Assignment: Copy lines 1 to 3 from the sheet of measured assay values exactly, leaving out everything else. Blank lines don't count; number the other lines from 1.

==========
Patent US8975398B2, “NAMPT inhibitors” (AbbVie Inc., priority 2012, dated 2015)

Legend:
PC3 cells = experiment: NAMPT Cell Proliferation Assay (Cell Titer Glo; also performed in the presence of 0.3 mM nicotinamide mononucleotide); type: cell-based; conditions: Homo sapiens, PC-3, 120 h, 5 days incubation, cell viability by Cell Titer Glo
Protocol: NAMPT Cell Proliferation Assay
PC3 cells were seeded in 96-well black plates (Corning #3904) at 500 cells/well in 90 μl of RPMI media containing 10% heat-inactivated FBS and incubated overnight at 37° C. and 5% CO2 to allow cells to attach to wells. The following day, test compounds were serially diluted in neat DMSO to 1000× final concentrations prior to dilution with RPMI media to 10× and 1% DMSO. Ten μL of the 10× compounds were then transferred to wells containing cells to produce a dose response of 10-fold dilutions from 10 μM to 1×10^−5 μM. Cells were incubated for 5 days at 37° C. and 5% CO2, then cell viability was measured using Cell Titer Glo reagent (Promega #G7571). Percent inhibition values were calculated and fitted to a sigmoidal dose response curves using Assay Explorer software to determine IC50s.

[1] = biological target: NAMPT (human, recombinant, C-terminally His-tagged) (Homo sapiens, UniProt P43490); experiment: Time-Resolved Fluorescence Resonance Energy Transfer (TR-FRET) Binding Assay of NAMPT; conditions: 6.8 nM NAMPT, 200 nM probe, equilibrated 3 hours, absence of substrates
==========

Patent US8975398B2, “NAMPT inhibitors” (AbbVie Inc., priority 2012, dated 2015)

Legend:
PC3 cells = experiment: NAMPT Cell Proliferation Assay (Cell Titer Glo; also performed in the presence of 0.3 mM nicotinamide mononucleotide); type: cell-based; conditions: Homo sapiens, PC-3, 120 h, 5 days incubation, cell viability by Cell Titer Glo